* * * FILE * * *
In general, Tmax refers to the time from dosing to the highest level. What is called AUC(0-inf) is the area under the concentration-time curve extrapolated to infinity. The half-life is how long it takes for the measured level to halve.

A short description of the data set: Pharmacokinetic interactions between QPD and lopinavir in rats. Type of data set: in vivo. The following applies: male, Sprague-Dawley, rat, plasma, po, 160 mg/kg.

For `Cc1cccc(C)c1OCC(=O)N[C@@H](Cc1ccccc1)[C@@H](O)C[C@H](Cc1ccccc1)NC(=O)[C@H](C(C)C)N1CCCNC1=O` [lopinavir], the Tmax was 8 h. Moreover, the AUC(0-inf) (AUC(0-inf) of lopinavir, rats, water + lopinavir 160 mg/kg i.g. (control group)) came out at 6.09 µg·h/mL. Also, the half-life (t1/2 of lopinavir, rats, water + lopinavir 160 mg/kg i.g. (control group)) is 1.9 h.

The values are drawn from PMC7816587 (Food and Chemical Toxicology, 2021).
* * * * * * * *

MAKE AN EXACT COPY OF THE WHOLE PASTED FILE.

In general, Tmax refers to the time from dosing to the highest level. What is called AUC(0-inf) is the area under the concentration-time curve extrapolated to infinity. The half-life is how long it takes for the measured level to halve.

A short description of the data set: Pharmacokinetic interactions between QPD and lopinavir in rats. Type of data set: in vivo. The following applies: male, Sprague-Dawley, rat, plasma, po, 160 mg/kg.

For `Cc1cccc(C)c1OCC(=O)N[C@@H](Cc1ccccc1)[C@@H](O)C[C@H](Cc1ccccc1)NC(=O)[C@H](C(C)C)N1CCCNC1=O` [lopinavir], the Tmax was 8 h. Moreover, the AUC(0-inf) (AUC(0-inf) of lopinavir, rats, water + lopinavir 160 mg/kg i.g. (control group)) came out at 6.09 µg·h/mL. Also, the half-life (t1/2 of lopinavir, rats, water + lopinavir 160 mg/kg i.g. (control group)) is 1.9 h.

The values are drawn from PMC7816587 (Food and Chemical Toxicology, 2021).